Spain prepares to move Franco’s corpse
Spain’s Socialist government has announced its plans to exhume the general’s body from the grandiose mausoleum at the Valley of the Fallen (pictured) near Madrid where it has been interred since 1975.
The minority government is pushing ahead with the Franco exhumation before a general election on November 10, in which acting Prime Minister Pedro Sánchez hopes to secure a working majority.
Sánchez has argued that moving Franco’s corpse would help heal the wounds of the Spanish civil war and transform the memorial into a site that commemorates victims instead of glorifying Franco’s fascist dictatorship.
Thousands used to commemorate the anniversary of Franco’s November 20, 1975, death in Madrid. His popularity has fallen considerably but the exhumation has been criticised by the dictator’s relatives, the three main right-wing parties and elements of the Catholic church for reopening political wounds.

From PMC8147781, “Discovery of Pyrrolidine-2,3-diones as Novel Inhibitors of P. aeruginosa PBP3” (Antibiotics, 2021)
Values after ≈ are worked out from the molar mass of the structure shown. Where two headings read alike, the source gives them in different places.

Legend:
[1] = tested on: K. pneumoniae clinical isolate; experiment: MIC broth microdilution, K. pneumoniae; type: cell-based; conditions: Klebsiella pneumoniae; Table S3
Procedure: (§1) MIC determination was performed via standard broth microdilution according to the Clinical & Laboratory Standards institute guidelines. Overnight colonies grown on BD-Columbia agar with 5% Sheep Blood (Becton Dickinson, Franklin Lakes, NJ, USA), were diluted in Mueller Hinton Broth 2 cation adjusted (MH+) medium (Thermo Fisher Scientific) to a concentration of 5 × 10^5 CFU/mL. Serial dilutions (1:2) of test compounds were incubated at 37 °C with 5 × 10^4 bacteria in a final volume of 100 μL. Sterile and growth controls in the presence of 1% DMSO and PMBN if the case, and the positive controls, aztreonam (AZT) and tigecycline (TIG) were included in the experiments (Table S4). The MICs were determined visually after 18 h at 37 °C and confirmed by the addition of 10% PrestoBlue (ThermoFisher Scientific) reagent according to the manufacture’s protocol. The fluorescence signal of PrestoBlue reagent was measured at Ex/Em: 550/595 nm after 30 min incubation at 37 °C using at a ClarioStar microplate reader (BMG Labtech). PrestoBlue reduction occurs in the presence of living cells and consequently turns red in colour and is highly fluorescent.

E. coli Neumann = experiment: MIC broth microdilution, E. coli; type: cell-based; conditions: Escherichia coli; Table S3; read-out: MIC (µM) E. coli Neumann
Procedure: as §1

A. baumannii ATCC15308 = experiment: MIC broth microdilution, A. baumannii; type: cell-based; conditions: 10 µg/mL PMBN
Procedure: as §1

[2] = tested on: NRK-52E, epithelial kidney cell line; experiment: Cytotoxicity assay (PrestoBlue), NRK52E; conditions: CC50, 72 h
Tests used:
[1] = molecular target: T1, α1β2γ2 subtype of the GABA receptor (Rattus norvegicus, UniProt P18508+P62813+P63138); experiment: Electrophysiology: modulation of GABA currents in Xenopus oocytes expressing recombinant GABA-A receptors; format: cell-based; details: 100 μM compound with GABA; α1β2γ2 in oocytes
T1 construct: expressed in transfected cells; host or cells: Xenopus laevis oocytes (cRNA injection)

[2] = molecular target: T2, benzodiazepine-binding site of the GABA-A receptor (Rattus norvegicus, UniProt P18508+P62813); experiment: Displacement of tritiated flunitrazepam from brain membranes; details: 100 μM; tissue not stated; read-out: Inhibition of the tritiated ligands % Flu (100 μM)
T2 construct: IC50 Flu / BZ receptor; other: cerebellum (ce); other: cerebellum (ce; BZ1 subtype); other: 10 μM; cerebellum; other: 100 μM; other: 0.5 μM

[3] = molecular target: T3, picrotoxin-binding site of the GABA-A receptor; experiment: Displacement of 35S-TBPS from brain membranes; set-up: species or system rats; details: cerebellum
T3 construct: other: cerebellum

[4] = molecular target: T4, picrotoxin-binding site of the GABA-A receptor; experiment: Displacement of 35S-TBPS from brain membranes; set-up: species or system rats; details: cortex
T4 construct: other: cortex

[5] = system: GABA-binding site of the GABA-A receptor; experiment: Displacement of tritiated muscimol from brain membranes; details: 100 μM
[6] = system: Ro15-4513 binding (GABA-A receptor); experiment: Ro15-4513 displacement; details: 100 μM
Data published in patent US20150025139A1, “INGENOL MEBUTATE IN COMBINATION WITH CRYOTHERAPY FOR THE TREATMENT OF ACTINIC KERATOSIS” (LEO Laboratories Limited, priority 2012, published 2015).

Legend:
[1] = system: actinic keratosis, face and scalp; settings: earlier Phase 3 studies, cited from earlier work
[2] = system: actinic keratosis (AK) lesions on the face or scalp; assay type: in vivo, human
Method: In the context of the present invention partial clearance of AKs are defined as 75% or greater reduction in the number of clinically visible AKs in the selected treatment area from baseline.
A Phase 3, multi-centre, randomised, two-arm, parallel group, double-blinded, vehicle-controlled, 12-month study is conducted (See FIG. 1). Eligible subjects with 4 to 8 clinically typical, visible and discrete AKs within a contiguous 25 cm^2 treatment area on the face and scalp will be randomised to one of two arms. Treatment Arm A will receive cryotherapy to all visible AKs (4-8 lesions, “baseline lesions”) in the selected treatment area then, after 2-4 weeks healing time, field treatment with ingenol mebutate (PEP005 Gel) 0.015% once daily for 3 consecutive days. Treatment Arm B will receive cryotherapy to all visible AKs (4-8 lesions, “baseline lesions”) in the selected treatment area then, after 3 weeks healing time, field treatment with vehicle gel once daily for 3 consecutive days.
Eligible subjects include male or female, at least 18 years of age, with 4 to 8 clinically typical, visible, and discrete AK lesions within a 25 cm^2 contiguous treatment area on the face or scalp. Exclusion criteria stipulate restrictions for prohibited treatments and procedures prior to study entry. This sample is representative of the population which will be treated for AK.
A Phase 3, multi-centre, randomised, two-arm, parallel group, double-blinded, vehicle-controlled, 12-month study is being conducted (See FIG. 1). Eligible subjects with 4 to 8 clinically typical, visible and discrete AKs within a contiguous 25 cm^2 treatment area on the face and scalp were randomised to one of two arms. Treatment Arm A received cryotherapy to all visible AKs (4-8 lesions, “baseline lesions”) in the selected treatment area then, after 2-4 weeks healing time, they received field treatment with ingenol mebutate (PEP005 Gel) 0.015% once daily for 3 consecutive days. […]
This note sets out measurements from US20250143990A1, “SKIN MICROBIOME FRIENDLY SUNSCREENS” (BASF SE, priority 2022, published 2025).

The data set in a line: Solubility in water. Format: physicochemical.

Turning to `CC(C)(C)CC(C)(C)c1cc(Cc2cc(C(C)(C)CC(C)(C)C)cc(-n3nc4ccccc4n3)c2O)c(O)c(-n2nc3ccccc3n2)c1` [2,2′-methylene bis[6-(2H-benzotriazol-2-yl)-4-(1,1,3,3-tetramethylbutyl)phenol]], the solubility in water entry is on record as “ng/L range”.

The outgoing minority Socialist government said Franco’s remains would be taken from the memorial to a small grave by helicopter on Thursday.
The priest son of Antonio Tejero, a Spanish Civil Guard general who attempted a coup d’etat in 1981, had been chosen by the dictator’s family for the mass, the authorities said.
Last month the Supreme Court granted the government the right to move the body, despite objections by Franco’s family.
The judges rejected Franco’s relatives’ appeal against the removal of the body to the family tomb at the Mingorrubio El Pardo, where he will be buried alongside his wife, Carmen Polo, was buried there in 1988.
A total of 22 of the dictator’s relatives, including his seven grandchildren, are due to attend the removal of his remains from the basilica on Thursday morning.
The exhumation follows the 2007 Historical Memory Law, passed under a previous Socialist administration, that aimed to seek redress for around 100,000 victims of Franco who were buried in unmarked graves, including thousands at the Valley of the Fallen.
The site was built by political prisoner and is officially supposed to commemorate the civil war dead, which should exclude Franco.
Franco led his far-right military dictatorship from 1939 until his death in 1975.
The law prohibited keeping Franco’s remains in a place that praised him as a political figure.
Valle de los Caídos. Picture credit: Wikimedia